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Ainsworth v. Horn

United States District Court, N.D. Oklahoma

July 12, 2019

JAY AINSWORTH, Plaintiff,
v.
C. HORN and J. ROADY, Defendants.

          OPINION AND ORDER

          CLAIRE V. EAGAN, UNITED STATES DISTRICT JUDGE.

         Now before the Court is plaintiff's complaint (Dkt. # 1) and plaintiff's Motion for Leave to Proceed In Forma Pauperis and Supporting Affidavit (Dkt. # 2). Plaintiff is proceeding pro se and, consistent with Supreme Court and Tenth Circuit precedent, the Court will construe his pro se pleading liberally. See, e.g., Haines v. Kerner, 404 U.S. 519, 520 (1972); Gaines v. Stenseng, 292 F.3d 1222, 1224 (10th Cir. 2002). On June 25, 2019, plaintiff filed this case alleging that his wrists were bruised and cut when he was taken into custody by police in Parkland, Texas. He states that he “previously reside[d]” in Tulsa, Oklahoma, and the defendants are employed as police officers in Texas. Dkt. # 1, at 1. Plaintiff's complaint is somewhat rambling, but it appears that he was visiting his brother-in-law at a hospital in Parkland and he did not believe that his brother was receiving appropriate treatment. Id. at 2-4. Plaintiff states that he was approached by a police officer after a nurse reported that plaintiff was running through the halls without wearing a shirt. Id. at 4. The police officer gave plaintiff a warning and left. Id. A second incident occurred in which a nurse reported to police that plaintiff was masturbating in his brother-in-law's hospital room, and police detained plaintiff for disorderly conduct. Id. at 5. Plaintiff was placed in handcuffs and taken to a different room while police invested the allegations concerning plaintiff's conduct. Id. Plaintiff was released without being charged with a crime, but he claims that his wrists were “bleeding and bruised” from the handcuffs. Id. at 6.

         Federal courts are courts of limited jurisdiction, and there is a presumption against the exercise of federal jurisdiction. Merida Delgado v. Gonzales, 428 F.3d 916, 919 (10th Cir. 2005); Penteco Corp. Ltd. Partnership--1985A v. Union Gas System, Inc., 929 F.2d 1519, 1521 (10th Cir. 1991). The party invoking federal jurisdiction has the burden to allege jurisdictional facts demonstrating the presence of federal subject matter jurisdiction. McNutt v. General Motors Acceptance Corp. of Indiana, Inc., 298 U.S. 178, 182 (1936) (“It is incumbent upon the plaintiff properly to allege the jurisdictional facts, according to the nature of the case.”); Montoya v. Chao, 296 F.3d 952, 955 (10th Cir. 2002) (“The burden of establishing subject-matter jurisdiction is on the party asserting jurisdiction.”). The Court has an obligation to consider whether subject matter jurisdiction exists, even if the parties have not raised the issue. The Tenth Circuit has stated that “[f]ederal courts ‘have an independent obligation to determine whether subject-matter jurisdiction exists, even in the absence of a challenge from any party,' and thus a court may sua sponte raise the question of whether there is subject matter jurisdiction ‘at any stage in the litigation.'” Image Software, Inc. v. Reynolds & Reynolds Co., 459 F.3d 1044, 1048 (10th Cir. 2006).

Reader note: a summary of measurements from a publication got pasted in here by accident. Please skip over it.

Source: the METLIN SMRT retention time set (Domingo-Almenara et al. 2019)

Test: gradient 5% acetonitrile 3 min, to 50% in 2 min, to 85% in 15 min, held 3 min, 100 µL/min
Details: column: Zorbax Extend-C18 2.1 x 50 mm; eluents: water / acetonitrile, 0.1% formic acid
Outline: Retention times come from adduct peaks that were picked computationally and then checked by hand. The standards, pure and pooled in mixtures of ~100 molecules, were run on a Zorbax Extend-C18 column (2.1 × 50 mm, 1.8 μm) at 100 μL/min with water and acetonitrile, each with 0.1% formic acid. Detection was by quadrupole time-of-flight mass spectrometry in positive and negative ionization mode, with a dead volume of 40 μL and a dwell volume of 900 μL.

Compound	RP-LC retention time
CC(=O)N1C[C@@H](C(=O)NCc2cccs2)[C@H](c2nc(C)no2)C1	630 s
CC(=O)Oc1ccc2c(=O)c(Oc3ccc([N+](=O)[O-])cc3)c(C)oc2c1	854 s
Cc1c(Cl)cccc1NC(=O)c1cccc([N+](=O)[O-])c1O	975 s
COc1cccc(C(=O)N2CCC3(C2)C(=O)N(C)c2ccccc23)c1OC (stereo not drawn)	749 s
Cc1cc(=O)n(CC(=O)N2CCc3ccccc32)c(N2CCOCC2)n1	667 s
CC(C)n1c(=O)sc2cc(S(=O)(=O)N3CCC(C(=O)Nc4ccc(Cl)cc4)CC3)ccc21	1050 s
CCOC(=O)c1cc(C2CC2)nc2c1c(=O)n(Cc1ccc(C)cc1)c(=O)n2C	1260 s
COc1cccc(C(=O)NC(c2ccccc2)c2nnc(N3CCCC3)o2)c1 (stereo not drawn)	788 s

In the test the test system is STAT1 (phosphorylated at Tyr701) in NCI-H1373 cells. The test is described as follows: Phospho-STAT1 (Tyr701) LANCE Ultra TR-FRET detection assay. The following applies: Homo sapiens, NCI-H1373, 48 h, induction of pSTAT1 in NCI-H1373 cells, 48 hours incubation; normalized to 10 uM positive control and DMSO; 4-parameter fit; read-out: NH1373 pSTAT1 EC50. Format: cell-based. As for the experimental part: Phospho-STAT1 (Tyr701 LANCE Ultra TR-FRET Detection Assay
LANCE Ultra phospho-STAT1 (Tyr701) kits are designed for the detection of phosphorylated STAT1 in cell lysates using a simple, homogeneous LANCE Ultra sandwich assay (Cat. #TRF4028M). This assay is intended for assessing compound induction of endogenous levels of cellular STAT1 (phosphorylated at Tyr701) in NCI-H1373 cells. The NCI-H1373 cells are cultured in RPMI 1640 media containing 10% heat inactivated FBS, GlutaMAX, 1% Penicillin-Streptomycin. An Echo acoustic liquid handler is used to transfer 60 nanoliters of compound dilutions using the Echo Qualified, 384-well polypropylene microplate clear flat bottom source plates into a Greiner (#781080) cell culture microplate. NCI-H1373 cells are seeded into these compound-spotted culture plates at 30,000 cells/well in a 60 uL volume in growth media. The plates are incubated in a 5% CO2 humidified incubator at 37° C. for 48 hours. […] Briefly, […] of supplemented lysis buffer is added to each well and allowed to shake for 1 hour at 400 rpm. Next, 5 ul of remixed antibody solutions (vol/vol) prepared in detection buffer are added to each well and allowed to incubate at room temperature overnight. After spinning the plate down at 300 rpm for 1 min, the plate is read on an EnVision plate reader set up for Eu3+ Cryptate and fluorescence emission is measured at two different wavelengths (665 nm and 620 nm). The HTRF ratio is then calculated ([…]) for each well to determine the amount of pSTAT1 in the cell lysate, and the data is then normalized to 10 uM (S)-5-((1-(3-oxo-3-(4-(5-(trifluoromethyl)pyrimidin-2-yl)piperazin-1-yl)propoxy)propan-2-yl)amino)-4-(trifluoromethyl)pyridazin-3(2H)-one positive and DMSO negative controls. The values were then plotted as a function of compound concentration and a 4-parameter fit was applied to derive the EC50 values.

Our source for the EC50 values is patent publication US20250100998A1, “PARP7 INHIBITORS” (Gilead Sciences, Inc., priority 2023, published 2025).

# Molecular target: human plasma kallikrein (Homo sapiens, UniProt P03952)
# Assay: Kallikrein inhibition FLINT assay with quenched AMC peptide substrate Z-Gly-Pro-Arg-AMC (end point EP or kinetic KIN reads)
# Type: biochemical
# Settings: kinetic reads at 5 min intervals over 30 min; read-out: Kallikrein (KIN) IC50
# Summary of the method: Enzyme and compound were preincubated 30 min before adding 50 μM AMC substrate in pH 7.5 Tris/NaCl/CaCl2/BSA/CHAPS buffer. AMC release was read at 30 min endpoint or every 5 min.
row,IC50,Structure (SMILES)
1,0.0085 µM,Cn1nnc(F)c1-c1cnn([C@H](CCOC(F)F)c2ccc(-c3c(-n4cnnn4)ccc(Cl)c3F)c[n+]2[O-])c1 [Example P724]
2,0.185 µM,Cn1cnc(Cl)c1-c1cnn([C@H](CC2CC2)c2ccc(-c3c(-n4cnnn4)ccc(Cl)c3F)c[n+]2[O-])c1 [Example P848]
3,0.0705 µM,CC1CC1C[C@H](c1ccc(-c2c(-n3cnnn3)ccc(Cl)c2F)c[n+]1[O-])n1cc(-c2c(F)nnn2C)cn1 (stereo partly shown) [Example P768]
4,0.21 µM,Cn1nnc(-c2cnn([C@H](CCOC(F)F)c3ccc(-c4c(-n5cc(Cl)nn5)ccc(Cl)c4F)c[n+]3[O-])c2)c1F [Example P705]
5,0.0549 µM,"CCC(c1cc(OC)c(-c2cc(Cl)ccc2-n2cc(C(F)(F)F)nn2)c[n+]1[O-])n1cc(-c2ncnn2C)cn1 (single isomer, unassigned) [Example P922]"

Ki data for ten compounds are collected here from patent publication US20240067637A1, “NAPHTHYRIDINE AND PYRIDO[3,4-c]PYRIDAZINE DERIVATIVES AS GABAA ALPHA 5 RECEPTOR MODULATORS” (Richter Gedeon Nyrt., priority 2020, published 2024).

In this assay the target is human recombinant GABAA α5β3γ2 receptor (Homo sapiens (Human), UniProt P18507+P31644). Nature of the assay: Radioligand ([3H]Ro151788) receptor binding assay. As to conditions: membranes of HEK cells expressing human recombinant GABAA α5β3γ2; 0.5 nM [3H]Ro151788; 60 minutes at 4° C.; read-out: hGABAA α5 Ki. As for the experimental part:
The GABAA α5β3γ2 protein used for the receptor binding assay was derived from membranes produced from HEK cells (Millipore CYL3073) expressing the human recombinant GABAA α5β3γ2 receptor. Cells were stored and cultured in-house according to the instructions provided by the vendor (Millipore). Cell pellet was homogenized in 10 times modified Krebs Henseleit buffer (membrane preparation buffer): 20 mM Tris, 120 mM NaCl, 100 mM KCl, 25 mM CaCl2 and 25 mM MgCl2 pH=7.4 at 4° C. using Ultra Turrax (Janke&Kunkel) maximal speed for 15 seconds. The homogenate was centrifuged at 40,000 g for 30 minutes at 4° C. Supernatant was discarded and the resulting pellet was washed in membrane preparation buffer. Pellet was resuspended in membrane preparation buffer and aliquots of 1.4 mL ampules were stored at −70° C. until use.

The Court initially notes that none of the events alleged in the complaint occurred in the Northern District of Oklahoma, and this Court is not an appropriate venue for this case. Plaintiff has also not alleged that defendants are subject to personal jurisdiction in Oklahoma, and it does not appear that the Court has any basis to exercise personal jurisdiction over defendants. As to subject matter jurisdiction, plaintiff's complaint does not contain any allegations concerning the basis for federal subject matter jurisdiction. The parties are diverse but plaintiff has not alleged an amount in controversy, and the Court cannot exercise diversity jurisdiction over this case. Plaintiff appears to be alleging a claim based on the use of excessive force during his arrest, and he could be attempting to bring a claim under 42 U.S.C. § 1983. To state a claim under § 1983, a plaintiff must show that his constitutional rights were violated by a person acting under the color of state law. West v. Atkins, 487 U.S. 42, 48 (1988). The Tenth Circuit has found that de minimus injuries associated with handcuffing are generally insufficient to support an excessive force claim, and plaintiffs allegations would not support an inference that his constitutional rights were violated by defendant's conduct. Cortez v. McCauley, 478 F.3d 1108 (10th Cir. 2007). Thus, plaintiff has not stated a plausible claim under § 1983. The Court finds no basis to exercise federal question jurisdiction over this case, and plaintiffs claims should be dismissed for lack of subject matter jurisdiction.

         IT IS THEREFORE ORDERED that the complaint (Dkt. # 1) is hereby dismissed without prejudice. A separate judgment of dismissal is entered herewith.

         IT IS FURTHER ORDERED that plaintiffs Motion for Leave to Proceed In Forma Pauperis and ...


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